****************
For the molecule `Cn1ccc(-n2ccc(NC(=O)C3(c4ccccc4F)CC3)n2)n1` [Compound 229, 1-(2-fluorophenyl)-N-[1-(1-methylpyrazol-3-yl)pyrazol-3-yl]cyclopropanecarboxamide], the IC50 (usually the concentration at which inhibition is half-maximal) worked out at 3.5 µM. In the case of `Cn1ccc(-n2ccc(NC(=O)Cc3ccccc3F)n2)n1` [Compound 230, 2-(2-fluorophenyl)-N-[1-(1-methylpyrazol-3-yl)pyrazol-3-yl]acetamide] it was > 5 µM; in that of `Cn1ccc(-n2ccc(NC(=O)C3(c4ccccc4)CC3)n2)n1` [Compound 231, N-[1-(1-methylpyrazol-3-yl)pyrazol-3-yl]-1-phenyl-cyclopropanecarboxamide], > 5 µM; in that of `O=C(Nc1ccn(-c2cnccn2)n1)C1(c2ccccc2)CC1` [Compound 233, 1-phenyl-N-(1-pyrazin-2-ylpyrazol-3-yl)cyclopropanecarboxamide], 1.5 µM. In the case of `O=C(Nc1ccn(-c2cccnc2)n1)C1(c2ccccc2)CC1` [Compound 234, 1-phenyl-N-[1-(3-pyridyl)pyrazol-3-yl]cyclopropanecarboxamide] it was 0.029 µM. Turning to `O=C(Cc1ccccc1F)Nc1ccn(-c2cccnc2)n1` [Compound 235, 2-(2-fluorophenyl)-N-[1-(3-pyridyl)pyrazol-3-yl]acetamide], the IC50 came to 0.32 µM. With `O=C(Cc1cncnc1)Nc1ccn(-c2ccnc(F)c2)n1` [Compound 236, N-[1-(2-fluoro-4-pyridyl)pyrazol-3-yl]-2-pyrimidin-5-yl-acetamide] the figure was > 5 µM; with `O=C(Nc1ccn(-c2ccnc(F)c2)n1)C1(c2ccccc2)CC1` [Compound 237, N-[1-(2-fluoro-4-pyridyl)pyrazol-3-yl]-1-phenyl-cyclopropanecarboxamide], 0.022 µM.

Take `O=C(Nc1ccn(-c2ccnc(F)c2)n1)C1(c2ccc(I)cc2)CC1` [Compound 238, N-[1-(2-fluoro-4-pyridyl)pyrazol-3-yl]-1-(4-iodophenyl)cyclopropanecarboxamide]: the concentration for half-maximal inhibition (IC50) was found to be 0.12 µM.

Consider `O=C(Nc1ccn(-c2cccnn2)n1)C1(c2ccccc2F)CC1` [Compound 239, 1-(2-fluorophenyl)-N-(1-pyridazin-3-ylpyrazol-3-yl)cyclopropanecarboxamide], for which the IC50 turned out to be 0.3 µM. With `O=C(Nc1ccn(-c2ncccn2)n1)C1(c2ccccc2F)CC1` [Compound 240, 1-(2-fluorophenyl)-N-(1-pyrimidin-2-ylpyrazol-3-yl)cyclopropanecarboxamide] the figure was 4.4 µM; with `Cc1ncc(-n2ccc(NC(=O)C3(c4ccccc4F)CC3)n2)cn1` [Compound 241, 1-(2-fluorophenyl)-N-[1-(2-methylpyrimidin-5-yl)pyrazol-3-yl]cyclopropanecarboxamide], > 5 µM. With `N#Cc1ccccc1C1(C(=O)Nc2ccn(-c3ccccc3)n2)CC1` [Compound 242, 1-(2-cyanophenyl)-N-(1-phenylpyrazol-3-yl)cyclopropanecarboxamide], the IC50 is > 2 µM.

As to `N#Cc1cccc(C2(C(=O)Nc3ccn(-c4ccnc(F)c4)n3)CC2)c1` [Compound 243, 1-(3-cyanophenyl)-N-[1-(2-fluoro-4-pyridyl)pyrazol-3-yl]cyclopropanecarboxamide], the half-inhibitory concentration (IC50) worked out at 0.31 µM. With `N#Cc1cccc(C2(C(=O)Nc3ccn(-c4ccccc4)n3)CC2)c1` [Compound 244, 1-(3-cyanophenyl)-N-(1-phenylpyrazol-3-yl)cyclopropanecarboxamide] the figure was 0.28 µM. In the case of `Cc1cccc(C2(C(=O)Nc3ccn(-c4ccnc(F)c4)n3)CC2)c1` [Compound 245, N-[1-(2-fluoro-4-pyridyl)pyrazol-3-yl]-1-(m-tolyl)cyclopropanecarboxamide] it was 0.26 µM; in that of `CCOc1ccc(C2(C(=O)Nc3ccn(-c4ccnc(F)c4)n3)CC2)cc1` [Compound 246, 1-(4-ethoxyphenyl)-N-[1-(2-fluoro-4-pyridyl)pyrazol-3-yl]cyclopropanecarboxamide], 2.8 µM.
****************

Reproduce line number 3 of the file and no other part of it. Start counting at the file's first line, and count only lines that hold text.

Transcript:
Consider `O=C(Nc1ccn(-c2cccnn2)n1)C1(c2ccccc2F)CC1` [Compound 239, 1-(2-fluorophenyl)-N-(1-pyridazin-3-ylpyrazol-3-yl)cyclopropanecarboxamide], for which the IC50 turned out to be 0.3 µM. With `O=C(Nc1ccn(-c2ncccn2)n1)C1(c2ccccc2F)CC1` [Compound 240, 1-(2-fluorophenyl)-N-(1-pyrimidin-2-ylpyrazol-3-yl)cyclopropanecarboxamide] the figure was 4.4 µM; with `Cc1ncc(-n2ccc(NC(=O)C3(c4ccccc4F)CC3)n2)cn1` [Compound 241, 1-(2-fluorophenyl)-N-[1-(2-methylpyrimidin-5-yl)pyrazol-3-yl]cyclopropanecarboxamide], > 5 µM. With `N#Cc1ccccc1C1(C(=O)Nc2ccn(-c3ccccc3)n2)CC1` [Compound 242, 1-(2-cyanophenyl)-N-(1-phenylpyrazol-3-yl)cyclopropanecarboxamide], the IC50 is > 2 µM.